‘No pets allowed’ is a familiar restriction in many leases – and the High Court recently held that a management company was perfectly entitled to categorically refuse permission for the owners of a flat to keep their beloved dog, Vinnie, on the premises.
The issue revolved around the question of consent. Some leases prohibit the keeping of any pets at all whereas others, as in the case of Victory Place Management Company Limited v Kuehn & Anor, allowed pets to be kept with the written consent of another party, usually the landlord or a management company.
Facts of the case
Mr Florian Kuehn and his wife, Gabby, bought a £1 million apartment in Limehouse, East London under a long lease which contained the covenant: “No dog, bird, cat or other animal or reptile shall be kept in the (property) without the written consent of the (management company)”.
The Kuehns, who were made aware of the restriction before moving into the flat, then requested formal consent from Victory Place Management to bring Vinnie, a Yorkshire cross Maltese Terrier, along too.
Victory Place Management initially refused on the basis that it operated a strict no pets policy which had been formed following consultation with other flat occupants in the building, the majority of whom did not want pets allowed.
It did, the Kuehns were told, make exceptions in special circumstances, for instance guide dogs and for medical needs. Mr and Mrs Kuehn were given the opportunity to provide evidence of special circumstances, but they failed to do so arguing only that Vinnie was ‘part of the family unit.’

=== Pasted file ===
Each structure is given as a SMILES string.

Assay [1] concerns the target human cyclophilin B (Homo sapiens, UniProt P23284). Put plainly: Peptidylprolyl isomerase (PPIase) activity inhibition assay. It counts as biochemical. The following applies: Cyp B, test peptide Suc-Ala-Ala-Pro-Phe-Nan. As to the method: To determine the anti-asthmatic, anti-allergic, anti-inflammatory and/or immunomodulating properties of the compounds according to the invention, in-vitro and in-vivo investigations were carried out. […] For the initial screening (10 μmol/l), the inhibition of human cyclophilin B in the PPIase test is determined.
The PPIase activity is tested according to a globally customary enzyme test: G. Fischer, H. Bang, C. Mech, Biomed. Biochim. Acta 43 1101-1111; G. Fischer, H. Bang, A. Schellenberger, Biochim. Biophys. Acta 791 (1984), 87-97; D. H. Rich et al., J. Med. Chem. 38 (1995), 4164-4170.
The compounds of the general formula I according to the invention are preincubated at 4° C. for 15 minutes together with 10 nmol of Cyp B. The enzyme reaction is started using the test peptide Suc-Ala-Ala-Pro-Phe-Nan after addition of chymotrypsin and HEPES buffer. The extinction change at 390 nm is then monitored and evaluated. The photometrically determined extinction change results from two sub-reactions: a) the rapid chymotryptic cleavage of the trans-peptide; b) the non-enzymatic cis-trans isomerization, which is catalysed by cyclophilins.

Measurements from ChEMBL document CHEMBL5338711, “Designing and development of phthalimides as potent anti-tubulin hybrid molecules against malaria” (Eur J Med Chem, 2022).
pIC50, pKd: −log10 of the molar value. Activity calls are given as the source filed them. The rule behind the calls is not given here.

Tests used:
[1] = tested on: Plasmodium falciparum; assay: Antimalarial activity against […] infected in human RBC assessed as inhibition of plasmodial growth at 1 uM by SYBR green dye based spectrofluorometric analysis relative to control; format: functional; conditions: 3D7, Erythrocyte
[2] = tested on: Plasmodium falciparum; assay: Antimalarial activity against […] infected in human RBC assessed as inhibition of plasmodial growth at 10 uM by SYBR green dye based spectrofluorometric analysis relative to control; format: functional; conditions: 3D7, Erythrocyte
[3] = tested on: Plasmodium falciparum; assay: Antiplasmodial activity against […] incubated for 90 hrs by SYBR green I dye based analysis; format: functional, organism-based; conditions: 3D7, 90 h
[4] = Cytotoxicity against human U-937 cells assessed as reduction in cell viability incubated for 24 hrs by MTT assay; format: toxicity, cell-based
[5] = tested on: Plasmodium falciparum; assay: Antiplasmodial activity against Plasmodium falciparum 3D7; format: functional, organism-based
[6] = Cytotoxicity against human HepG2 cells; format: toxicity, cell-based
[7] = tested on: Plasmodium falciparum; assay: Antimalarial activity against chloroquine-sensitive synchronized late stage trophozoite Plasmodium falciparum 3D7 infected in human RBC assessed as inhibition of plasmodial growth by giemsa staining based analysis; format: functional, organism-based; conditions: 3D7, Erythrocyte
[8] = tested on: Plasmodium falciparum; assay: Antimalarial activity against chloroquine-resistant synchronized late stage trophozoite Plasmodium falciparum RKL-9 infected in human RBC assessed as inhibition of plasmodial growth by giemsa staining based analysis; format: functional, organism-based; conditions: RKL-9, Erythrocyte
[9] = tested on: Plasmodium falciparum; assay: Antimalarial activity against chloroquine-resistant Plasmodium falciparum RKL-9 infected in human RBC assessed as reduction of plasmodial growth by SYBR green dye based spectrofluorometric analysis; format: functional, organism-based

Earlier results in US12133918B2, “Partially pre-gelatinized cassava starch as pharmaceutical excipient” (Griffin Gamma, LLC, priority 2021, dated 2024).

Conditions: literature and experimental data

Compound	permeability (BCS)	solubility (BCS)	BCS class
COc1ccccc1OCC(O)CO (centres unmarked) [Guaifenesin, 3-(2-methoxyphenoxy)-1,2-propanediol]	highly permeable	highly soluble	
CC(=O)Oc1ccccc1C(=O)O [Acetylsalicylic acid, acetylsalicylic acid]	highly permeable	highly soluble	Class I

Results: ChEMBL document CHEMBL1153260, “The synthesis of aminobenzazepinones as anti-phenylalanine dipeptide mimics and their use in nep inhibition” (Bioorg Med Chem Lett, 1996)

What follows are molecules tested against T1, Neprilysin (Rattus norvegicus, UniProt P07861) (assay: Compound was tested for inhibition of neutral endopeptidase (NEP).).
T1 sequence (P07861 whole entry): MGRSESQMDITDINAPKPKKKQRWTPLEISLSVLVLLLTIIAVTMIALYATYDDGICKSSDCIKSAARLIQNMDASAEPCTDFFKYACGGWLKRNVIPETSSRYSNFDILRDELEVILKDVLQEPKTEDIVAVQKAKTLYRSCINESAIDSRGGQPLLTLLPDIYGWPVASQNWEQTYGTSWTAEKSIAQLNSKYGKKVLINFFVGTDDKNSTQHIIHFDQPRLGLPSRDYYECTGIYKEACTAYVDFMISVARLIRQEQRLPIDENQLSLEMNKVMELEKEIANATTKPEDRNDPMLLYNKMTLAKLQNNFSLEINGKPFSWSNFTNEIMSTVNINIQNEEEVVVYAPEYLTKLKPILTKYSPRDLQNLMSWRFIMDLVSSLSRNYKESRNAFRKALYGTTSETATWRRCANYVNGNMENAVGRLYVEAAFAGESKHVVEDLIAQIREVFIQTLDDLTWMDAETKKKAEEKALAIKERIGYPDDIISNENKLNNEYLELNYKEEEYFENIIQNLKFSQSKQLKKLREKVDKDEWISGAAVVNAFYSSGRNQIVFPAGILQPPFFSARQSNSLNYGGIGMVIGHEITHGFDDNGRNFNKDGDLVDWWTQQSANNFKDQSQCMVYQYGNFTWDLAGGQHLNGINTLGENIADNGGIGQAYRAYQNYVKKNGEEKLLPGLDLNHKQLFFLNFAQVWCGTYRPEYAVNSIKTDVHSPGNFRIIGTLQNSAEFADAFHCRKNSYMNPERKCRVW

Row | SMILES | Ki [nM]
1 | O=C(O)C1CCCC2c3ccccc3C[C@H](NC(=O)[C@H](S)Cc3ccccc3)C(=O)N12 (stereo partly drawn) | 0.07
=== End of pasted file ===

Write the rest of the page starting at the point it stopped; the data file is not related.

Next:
As a result, Victoria Place Management obtained an injunction in the County Court to remove Vinnie from the flat despite Mrs Kuehn claiming he had a ‘therapeutic effect’ on her and she had bought him at a stressful period of her life.
Cat among the pigeons
Mr and Mrs Kuehn, understandably upset, appealed to the High Court on the basis that their request to have Vinnie live with them had been effectively decided in advance or in legal speak, had been ‘illegitimately predetermined’.
The High Court ruled against them on a number of points including:
What does it mean?
This case sets an important precedent for management companies when it comes to interpreting tenants’ covenants in long leases. The court held that the management company’s interpretation of the lease was subject to a reasonableness test and that the company had satisfied this.
It also serves as warning to buyers of long lease flats to make sure they check the management rules and regulations before buying a long lease property.